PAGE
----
Reconciliation (Term Tuesday)

Reconciliation aka Balancing the Check Book

Definition

Investopedia defines Reconciliation as “An accounting process used to compare two sets of records to ensure the figures are in agreement and are accurate. Reconciliation is the key process used to determine whether the money leaving an account matches the amount spent, ensuring the two values are balanced at the end of the recording period.” http://www.investopedia.com/terms/r/reconciliation.asp

If you use a Bookkeeping software you most likely enter the transactions that go through your bank account or credit cards into the software but just “Entering” those transactions does NOT mean you have reconciled your account most bookkeeping software’s have another area in which you compare your accounts in two different forms to make sure everything has been entered at the end of each month! If you have not been completing this second area of reconciliation you might want to contact a bookkeeper to help you to actually complete your Reconciliation’s.

 

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Cash Flow (Term Tuesday)

Cash Flow

Definition

  1. Investopedia defines Cash Flow as “A revenue or expense stream that changes a cash account over a given period. Cash inflows usually arise from one of three activities – financing, operations or investing – although this also occurs as a result of donations or gifts in the case of personal finance. Cash outflows result from expenses or investments. This holds true for both business and personal finance.” Or “An accounting statement called the “statement of cash flows”, which shows the amount of cash generated and used by a company in a given period. It is calculated by adding noncash charges (such as depreciation) to net income after taxes. Cash flow can be attributed to a specific project, or to a business as a whole. Cash flow can be used as an indication of a company’s financial strength.” http://www.investopedia.com/terms/c/cashflow.asp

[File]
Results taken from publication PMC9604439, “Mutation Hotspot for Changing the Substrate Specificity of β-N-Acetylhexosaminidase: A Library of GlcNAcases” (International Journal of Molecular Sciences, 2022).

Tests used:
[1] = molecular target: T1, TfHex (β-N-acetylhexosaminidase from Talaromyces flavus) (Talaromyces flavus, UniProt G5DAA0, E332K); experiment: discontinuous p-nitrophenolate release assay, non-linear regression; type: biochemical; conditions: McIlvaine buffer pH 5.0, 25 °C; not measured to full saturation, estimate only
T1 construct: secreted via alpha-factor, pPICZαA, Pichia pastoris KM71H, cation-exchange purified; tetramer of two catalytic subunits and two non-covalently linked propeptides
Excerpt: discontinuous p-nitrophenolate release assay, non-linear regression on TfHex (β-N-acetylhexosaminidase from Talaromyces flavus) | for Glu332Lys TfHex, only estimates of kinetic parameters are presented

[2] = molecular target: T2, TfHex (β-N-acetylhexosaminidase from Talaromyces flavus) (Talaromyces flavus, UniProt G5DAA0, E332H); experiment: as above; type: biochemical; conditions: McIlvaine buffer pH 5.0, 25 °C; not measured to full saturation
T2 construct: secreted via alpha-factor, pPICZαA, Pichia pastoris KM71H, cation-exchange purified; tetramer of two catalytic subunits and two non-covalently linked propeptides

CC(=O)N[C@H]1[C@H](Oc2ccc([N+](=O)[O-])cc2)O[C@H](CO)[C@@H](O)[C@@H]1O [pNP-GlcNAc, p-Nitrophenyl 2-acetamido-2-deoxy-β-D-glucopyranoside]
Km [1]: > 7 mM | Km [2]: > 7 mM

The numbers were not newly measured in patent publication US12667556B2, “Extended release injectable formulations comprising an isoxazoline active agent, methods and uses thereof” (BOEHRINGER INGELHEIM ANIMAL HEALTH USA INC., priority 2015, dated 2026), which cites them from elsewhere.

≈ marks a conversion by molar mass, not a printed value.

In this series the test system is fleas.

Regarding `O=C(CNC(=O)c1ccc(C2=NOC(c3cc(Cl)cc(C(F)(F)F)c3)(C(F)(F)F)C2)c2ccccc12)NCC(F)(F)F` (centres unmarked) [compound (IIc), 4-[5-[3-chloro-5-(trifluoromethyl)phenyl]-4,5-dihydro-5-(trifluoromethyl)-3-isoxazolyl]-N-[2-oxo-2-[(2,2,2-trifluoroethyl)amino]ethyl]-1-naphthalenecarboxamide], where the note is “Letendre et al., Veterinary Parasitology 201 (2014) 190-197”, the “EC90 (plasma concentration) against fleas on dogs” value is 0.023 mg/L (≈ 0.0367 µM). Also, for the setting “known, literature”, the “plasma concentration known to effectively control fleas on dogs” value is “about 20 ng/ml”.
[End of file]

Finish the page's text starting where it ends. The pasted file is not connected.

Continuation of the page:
2. Another great definition or explanation of Cash Flow from Wikipedia “Cash flow is the movement of money into or out of a business, project, or financial product. It is usually measured during a specified, limited period of time. Measurement of cash flow can be used for calculating other parameters that give information on a company’s value and situation. Cash flow can be used, for example, for calculating parameters: it discloses cash movements over the period.”
  • “to determine a project’s rate of return or value. The time of cash flows into and out of projects are used as inputs in financial models such as internal rate of return and net present value.”